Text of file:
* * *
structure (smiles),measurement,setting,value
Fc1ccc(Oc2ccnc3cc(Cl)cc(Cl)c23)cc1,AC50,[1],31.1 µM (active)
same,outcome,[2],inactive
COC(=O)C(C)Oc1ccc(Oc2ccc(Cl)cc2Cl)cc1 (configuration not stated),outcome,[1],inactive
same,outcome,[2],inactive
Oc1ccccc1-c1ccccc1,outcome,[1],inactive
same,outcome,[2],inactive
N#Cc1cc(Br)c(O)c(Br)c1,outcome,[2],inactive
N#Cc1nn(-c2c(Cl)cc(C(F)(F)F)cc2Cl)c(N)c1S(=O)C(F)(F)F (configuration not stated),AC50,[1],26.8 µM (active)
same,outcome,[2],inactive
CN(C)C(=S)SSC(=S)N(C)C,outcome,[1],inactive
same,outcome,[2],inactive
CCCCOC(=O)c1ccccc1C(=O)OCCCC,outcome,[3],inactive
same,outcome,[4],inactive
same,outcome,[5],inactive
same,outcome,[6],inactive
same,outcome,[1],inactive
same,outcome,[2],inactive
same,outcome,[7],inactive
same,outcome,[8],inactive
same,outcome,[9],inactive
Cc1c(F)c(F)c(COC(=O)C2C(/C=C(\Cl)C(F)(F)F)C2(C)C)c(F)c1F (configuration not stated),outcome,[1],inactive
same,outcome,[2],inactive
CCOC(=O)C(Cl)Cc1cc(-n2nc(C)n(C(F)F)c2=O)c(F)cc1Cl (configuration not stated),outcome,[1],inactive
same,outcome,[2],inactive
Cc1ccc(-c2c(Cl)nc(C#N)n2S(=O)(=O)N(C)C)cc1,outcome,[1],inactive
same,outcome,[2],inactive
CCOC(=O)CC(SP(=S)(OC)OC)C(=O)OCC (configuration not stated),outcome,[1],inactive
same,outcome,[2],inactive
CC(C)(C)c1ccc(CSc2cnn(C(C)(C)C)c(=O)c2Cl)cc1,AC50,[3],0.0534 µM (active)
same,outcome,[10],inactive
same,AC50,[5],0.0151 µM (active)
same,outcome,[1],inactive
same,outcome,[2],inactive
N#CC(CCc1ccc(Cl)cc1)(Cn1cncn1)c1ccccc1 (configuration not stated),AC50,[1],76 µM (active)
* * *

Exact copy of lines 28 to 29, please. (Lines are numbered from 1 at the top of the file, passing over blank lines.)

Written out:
CCOC(=O)CC(SP(=S)(OC)OC)C(=O)OCC (configuration not stated),outcome,[1],inactive
same,outcome,[2],inactive